fork vs separate what difference

what is difference between fork and separate

English

Pronunciation

  • (Received Pronunciation) IPA(key): /fɔːk/
  • (General American) IPA(key): /fɔɹk/
  • Rhymes: -ɔː(ɹ)k

Etymology 1

From Middle English forke (digging fork), from Old English force, forca (forked instrument used to torture), from Proto-West Germanic *furkō (fork), from Latin furca (pitchfork, forked stake; gallows, beam, stake, support post, yoke), of uncertain origin. The Middle English word was later reinforced by Anglo-Norman, Old Northern French forque (= Old French forche whence French fourche), also from the Latin. Cognate also with North Frisian forck (fork), Dutch vork (fork), Danish fork (fork), German Forke (pitchfork). Displaced native gafol, ġeafel, ġeafle (fork), from Old English.

In its primary sense of fork, Latin furca appears to be derived from Proto-Indo-European *ǵʰerk(ʷ)-, *ǵʰerg(ʷ)- (fork), although the development of the -c- is difficult to explain. In other senses this derivation is unlikely. For these, perhaps it is connected to Proto-Germanic *furkaz, *firkalaz (stake, stick, pole, post), from Proto-Indo-European *perg- (pole, post). If so, this would relate the word to Old English forclas pl (bolt), Old Saxon ferkal (lock, bolt, bar), Old Norse forkr (pole, staff, stick), Norwegian fork (stick, bat), Swedish fork (pole).

Noun

fork (plural forks)

  1. A pronged tool having a long straight handle, used for digging, lifting, throwing etc.
    Synonym: pitchfork
  2. A pronged tool for use in the garden; a smaller hand fork for weeding etc., or larger for turning over the soil.
  3. (obsolete) A gallows.
    (Can we find and add a quotation of Bishop Joseph Butler to this entry?)
  4. A utensil with spikes used to put solid food into the mouth, or to hold food down while cutting.
  5. A tuning fork.
  6. An intersection in a road or path where one road is split into two.
  7. One of the parts into which anything is furcated or divided; a prong; a branch of a stream, a road, etc.; a barbed point, as of an arrow.
    • a thunderbolt with three forks.
  8. A point where a waterway, such as a river, splits and goes two (or more) different directions.
  9. (figuratively) A point in time where one has to make a decision between two life paths.
  10. (chess) The simultaneous attack of two adversary pieces with one single attacking piece (especially a knight).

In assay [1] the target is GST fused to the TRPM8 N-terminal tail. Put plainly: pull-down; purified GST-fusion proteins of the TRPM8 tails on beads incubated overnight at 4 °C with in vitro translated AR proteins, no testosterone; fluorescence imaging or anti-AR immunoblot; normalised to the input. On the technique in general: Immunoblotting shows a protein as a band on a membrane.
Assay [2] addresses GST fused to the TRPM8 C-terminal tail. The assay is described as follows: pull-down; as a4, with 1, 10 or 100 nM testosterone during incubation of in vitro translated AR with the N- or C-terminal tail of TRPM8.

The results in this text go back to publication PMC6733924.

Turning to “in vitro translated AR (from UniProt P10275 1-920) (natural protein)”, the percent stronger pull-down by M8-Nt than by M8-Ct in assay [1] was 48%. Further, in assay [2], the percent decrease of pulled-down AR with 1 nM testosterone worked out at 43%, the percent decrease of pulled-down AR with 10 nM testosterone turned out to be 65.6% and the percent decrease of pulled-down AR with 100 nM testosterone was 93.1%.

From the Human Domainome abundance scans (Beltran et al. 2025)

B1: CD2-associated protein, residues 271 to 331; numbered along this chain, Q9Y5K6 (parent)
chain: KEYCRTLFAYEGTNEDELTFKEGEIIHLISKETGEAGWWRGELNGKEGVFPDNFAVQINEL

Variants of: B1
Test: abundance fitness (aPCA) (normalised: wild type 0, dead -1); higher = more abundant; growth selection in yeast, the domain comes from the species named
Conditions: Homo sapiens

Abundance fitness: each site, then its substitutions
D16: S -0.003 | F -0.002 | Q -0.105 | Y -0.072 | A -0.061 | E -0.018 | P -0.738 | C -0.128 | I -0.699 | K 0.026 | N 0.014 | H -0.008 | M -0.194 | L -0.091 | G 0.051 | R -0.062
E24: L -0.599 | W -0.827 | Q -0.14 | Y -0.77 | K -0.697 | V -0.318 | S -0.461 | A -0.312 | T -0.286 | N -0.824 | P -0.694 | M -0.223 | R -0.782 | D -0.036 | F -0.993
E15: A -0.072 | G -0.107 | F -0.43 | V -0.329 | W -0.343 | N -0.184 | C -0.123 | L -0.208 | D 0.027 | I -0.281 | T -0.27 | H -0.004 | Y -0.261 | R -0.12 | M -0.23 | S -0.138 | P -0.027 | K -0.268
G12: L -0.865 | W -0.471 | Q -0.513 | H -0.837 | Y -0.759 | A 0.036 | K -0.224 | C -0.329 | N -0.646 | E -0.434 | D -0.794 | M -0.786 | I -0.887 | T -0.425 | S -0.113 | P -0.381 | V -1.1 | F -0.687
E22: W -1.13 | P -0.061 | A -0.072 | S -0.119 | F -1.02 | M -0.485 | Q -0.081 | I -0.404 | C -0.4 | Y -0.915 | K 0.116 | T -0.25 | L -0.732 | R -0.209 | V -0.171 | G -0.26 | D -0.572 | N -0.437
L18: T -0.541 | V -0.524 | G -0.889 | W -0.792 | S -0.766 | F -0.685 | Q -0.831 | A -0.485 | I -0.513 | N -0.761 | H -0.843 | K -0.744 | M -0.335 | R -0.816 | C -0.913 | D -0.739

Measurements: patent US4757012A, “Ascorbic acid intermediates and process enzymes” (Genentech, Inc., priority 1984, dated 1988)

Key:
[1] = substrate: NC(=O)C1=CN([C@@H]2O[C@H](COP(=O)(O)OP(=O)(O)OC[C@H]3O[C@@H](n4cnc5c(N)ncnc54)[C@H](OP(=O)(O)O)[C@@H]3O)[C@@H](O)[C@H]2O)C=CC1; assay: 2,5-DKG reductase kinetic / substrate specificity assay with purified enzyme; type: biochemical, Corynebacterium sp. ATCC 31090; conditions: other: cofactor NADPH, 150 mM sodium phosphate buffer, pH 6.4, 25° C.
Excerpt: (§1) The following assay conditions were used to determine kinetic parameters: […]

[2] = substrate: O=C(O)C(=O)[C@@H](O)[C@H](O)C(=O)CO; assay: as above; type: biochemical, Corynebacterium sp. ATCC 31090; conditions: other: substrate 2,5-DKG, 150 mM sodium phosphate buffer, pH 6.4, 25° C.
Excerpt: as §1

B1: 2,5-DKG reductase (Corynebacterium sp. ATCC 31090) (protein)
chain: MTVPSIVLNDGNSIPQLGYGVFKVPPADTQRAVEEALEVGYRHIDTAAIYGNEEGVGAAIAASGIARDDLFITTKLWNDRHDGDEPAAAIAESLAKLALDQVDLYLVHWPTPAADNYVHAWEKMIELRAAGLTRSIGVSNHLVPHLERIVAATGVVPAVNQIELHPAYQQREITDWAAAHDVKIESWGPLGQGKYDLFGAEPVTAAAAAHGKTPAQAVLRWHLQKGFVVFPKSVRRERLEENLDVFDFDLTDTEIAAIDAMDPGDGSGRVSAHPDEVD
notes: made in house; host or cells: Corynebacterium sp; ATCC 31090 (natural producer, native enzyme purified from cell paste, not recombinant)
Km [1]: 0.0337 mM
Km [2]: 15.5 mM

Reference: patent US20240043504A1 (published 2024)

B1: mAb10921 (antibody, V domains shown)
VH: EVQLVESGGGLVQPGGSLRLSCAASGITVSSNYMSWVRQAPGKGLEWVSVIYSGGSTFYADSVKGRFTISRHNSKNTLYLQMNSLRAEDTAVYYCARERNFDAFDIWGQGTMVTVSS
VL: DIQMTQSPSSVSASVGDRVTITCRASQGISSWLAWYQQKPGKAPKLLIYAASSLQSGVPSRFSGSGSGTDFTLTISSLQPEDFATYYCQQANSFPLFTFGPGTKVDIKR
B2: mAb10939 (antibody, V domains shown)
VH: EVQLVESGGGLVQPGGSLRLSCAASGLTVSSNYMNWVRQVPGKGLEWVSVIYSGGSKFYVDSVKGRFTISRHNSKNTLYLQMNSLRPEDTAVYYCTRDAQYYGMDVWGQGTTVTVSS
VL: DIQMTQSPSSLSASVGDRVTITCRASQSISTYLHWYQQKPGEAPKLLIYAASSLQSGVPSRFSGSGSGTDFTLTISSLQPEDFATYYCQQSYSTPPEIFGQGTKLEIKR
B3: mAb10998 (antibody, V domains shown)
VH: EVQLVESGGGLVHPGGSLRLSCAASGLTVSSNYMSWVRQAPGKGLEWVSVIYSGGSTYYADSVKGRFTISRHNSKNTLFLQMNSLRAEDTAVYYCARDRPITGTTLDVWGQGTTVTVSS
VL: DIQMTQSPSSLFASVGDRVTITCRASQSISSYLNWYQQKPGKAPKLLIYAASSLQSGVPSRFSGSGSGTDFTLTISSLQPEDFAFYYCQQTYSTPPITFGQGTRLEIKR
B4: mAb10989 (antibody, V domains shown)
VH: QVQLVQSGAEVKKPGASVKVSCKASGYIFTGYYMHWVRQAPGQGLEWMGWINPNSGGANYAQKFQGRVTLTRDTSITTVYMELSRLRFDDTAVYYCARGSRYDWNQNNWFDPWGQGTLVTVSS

11. (computer science) A splitting-up of an existing process into itself and a child process executing parts of the same program.
  12. (software) The splitting of a software development effort into two or more separate projects, especially in free and open-source software.
  13. (software) Any of the software projects resulting from such a split.
  14. (cryptocurrencies, by extension) A split in a blockchain resulting from protocol disagreements, or a branch of the blockchain resulting from such a split.
    Hyponyms: hard fork, soft fork
  15. (Britain) The crotch. (Can we add an example for this sense?)
  16. (colloquial) A forklift.
  17. The set of blades of a forklift, on which the goods to be raised are loaded.
  18. (cycling, motorcycling) In a bicycle or motorcycle, the portion of the frameset holding the front wheel, allowing the rider to steer and balance, also called front fork.
  19. The upper front brow of a saddle bow, connected in the tree by the two saddle bars to the cantle on the other end.
    Synonyms: swell, pommel
Hyponyms
Derived terms
Related terms
  • denture
  • trident, a three-pronged spear somewhat resembling a pitchfork
Descendants
  • Sranan Tongo: forku
  • Dutch: fork
  • Japanese: フォーク (fōku)
  • Kannada: ಫೋರ್ಕ್ (phōrk)
  • Korean: 포크 (pokeu)
  • Maori: paoka
  • Tamil: போர்க் (pōrk)
  • Telugu: ఫోర్క్ (phōrk)
Translations

Verb

fork (third-person singular simple present forks, present participle forking, simple past and past participle forked)

  1. (transitive, intransitive) To divide into two or more branches.
  2. (transitive) To move with a fork (as hay or food).
    • 1844, John Wilson, Essay on the Genius, and Character of Burns
      forking the sheaves on the high-laden cart
  3. (computer science) To spawn a new child process in some sense duplicating the existing process.
  4. (computer science) To split a (software) project into several projects.
  5. (computer science) To split a (software) distributed version control repository
  6. (Britain) To kick someone in the crotch.
  7. To shoot into blades, as corn does.